From analysing the wellbeing of our pets, to helping to develop quantum computer technology, BT Young Scientist 2019 has it all.
For hundreds of secondary school students and their teachers across the country, the next few days will be nerve-racking as they showcase their projects at the 2019 BT Young Scientist and Technology Exhibition (BTYSTE).
A total of 550 projects are on show across four categories including technology; biological and ecological; and chemical, social and behavioural sciences; and chemical, physical and mathematical sciences. When the event opens to the public from Thursday, 10 January to Saturday, 12 January, the organisers expect more than 50,000 visitors to check out what’s on show.
Even though things have just begun, Siliconrepublic.com has already caught up with some of the participants who were awaiting their first chat with the roaming panel of judges.
The first team we spoke to was Kate Owens, Aoibhe Briscoe and Ellie Concannon from Coláiste Iognáid SJ in Galway who – in their efforts to find out more about antibiotic resistance – recruited some common household pets. Though their first preference was for human testing, the team went about seeing how many antibiotic-resistant bacterial strains were found in companion animals. After running a number of tests, they found that 90pc of samples showed evidence of antibiotic resistance.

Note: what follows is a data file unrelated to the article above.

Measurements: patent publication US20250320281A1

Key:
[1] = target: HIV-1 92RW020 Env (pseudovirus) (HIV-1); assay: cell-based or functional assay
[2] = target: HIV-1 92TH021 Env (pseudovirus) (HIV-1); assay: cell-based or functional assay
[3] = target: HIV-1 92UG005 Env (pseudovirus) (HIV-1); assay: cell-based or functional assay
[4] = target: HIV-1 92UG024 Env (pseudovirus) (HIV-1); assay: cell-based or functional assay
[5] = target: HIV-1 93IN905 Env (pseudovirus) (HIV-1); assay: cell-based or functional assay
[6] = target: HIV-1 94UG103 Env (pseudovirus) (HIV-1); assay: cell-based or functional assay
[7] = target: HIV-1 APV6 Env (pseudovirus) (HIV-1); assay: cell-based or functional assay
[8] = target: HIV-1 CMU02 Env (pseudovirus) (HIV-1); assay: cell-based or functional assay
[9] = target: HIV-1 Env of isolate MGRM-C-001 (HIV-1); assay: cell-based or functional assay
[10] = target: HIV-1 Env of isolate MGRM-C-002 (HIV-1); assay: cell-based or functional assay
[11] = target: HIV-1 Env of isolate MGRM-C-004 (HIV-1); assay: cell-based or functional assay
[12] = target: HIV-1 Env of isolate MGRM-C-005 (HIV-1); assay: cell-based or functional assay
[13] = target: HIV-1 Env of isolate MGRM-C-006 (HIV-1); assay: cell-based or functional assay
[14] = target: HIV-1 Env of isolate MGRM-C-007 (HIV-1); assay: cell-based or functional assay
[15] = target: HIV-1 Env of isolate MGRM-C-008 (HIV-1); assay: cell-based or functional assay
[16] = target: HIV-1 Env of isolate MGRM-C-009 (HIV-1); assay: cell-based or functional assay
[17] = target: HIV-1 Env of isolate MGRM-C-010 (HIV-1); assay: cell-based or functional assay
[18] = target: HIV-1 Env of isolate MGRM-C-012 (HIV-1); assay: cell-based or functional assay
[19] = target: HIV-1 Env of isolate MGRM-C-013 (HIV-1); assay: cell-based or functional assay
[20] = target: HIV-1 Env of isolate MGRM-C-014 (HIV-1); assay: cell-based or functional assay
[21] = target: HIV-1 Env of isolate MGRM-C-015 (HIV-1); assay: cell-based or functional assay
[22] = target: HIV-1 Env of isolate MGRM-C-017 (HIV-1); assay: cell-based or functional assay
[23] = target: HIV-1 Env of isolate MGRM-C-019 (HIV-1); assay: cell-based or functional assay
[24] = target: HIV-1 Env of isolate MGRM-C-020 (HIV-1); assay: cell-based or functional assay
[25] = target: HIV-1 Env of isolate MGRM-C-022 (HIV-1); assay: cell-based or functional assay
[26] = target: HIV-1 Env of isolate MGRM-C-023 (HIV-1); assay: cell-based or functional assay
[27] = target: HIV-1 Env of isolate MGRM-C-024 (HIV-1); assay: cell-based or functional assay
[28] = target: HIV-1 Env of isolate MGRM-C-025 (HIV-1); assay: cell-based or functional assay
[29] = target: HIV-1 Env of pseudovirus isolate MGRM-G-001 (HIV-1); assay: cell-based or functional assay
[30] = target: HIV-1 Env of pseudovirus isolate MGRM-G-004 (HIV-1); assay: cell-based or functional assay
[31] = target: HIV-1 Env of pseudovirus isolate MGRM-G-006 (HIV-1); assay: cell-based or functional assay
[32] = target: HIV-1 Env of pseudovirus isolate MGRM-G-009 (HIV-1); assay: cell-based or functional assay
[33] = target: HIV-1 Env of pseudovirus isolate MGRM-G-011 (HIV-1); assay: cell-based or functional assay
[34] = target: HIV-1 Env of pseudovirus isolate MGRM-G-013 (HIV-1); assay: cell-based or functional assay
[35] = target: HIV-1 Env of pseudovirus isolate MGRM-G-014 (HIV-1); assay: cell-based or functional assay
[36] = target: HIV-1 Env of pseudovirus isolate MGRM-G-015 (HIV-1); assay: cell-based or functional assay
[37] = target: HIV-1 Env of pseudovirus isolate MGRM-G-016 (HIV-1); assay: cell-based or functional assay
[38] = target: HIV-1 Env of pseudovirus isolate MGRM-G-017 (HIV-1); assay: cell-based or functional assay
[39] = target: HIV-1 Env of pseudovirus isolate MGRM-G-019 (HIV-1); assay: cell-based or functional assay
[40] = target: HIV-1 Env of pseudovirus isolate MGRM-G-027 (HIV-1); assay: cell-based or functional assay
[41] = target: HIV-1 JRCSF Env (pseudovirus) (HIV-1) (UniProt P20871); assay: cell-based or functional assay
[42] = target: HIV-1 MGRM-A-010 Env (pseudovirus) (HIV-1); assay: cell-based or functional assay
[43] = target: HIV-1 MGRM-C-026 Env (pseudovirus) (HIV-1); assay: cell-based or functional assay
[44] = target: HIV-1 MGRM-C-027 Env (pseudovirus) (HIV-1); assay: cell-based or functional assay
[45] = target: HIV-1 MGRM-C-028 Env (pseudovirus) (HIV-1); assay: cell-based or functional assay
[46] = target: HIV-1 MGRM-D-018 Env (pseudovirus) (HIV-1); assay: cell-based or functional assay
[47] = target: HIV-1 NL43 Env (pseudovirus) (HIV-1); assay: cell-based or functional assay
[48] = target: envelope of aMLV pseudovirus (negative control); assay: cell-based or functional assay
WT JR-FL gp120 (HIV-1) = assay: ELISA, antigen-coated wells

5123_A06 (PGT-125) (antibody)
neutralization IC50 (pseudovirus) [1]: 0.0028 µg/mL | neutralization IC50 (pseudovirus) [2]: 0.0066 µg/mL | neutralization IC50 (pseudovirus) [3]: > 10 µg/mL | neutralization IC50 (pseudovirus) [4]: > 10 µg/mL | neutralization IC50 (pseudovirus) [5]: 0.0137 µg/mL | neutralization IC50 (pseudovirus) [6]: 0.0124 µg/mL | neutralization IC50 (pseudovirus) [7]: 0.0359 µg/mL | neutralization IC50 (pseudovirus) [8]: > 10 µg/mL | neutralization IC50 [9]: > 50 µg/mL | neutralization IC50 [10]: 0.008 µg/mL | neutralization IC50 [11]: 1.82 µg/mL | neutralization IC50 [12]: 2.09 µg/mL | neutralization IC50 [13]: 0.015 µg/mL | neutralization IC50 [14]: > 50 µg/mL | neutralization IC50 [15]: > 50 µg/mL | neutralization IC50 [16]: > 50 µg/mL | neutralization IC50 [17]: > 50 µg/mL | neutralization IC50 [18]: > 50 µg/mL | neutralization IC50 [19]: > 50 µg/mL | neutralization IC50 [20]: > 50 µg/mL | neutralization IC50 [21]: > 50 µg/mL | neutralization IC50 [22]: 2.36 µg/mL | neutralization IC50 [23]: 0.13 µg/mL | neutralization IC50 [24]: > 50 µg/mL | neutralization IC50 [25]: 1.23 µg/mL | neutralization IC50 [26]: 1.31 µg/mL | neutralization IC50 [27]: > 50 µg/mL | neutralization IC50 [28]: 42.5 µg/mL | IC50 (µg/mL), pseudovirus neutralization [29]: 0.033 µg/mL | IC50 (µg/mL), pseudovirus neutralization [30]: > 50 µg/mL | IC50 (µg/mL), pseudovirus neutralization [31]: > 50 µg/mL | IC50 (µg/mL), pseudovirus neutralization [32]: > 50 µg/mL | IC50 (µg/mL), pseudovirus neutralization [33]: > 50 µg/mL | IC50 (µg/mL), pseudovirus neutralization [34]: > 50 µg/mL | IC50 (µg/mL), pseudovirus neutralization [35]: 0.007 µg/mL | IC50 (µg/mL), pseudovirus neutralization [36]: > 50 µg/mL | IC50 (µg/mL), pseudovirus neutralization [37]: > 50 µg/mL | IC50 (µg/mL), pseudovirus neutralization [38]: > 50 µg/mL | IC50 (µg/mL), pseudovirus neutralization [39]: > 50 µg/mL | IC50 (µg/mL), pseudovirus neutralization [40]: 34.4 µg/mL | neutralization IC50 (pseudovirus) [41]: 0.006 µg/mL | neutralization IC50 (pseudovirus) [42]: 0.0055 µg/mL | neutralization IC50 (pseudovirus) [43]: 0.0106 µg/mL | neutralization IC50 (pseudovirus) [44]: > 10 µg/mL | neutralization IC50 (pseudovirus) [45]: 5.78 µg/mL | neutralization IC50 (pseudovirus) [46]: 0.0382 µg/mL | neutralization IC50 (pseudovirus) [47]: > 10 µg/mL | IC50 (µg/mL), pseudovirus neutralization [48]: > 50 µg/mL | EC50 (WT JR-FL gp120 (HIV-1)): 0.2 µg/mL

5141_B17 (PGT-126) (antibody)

What shocked the three students the most was the reaction they had from vets, with 40pc saying they didn’t see antibiotic resistance as a problem.
In the very different field of quantum computing, we then caught up with Adam Kelly of Skerries Community College in Dublin who, late last year, made headlines for being named the overall winner of SciFest 2018.
Now featuring at BTYSTE, Kelly is continuing his work in a very exciting area of computer science with his project trying to find the most efficient way possible to simulate quantum computing.
While a universal quantum computer could still be years away, Kelly proved his software is effective at replicating the processes that could one day change the face of everything from artificial intelligence (AI) to robotics.
From the moon to Ireland’s west coast
Looking upwards to space, Oisin Brady-Halmschlag and Kevin Lawlor of Coláiste Chiaráin, Co Limerick demonstrated a hydroponic system for sustainable plant growth on the moon. Inspired by NASA’s promise to return humans to the lunar surface in the coming decade, the pair were eager to see what would grow in similar conditions to what would be found in zero gravity. At the moment, their focus is on growing lettuces and radishes, but the pair hope to grow other crops to help diversify future astronauts’ diets.
The final group we spoke to on the day was another team from Coláiste Iognáid. Aoife Waldron and Ailbe Dooley are hoping to solve the mystery as to why the west coast of Ireland was ‘invaded’ by the largest known species of jellyfish, known as the lion’s mane, in 2018. The pair found that while the lion’s mane’s impact on a region is considered negative, the creature’s highly pure collagen could be used to repair skin in the near future.
Speaking at the launch event today, 9 January, President Michael D Higgins described the BT Young Scientist event as “the pinnacle of scientific achievement and discovery amongst young people worldwide”.